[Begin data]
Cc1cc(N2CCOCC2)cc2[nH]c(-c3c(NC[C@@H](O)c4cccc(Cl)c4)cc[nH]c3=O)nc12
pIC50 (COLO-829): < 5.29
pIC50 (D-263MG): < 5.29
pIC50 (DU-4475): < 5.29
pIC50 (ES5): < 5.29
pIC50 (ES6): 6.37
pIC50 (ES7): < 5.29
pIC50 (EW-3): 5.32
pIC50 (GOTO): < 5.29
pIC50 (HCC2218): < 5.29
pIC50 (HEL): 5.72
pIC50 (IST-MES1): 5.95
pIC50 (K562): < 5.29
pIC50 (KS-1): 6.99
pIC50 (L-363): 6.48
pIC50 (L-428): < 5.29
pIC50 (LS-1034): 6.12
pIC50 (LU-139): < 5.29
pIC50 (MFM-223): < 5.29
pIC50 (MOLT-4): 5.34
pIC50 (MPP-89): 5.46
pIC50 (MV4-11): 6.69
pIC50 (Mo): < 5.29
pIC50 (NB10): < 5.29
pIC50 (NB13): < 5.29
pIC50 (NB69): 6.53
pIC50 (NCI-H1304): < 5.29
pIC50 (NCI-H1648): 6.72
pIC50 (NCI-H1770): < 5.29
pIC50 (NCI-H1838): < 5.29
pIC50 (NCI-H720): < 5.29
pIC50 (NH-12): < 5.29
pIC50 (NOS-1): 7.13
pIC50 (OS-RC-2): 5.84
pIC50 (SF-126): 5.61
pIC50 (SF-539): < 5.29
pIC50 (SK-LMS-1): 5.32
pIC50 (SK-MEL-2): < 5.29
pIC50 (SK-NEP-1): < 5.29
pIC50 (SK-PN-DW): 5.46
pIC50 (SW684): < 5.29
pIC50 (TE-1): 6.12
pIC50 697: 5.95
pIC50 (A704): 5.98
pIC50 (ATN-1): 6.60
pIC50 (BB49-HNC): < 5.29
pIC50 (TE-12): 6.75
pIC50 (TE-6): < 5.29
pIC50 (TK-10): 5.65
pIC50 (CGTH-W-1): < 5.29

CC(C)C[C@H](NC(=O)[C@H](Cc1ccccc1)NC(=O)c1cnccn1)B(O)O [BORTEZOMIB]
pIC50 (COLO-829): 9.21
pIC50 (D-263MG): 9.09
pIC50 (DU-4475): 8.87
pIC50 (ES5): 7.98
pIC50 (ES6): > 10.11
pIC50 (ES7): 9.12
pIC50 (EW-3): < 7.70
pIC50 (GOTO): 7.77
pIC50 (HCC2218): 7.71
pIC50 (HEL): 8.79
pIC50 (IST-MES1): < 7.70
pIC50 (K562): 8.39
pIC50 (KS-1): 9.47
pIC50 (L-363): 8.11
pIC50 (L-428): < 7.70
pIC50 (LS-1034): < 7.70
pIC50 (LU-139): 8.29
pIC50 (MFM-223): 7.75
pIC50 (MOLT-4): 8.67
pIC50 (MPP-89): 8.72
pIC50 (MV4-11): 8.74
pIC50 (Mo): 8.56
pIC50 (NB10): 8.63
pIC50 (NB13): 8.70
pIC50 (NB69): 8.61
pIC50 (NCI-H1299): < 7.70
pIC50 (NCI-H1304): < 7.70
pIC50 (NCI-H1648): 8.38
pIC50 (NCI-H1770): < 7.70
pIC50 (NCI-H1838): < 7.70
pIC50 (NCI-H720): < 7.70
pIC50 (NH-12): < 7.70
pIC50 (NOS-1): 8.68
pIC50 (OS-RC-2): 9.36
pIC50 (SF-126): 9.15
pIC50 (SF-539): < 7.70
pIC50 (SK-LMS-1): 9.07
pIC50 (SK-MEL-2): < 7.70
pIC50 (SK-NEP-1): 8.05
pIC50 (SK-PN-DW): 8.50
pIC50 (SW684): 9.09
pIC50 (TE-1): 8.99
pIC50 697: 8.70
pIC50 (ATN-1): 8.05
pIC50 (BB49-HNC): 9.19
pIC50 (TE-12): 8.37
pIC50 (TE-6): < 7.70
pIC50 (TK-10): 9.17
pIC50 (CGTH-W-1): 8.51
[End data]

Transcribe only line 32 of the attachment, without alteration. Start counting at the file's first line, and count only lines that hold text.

pIC50 (NH-12): < 5.29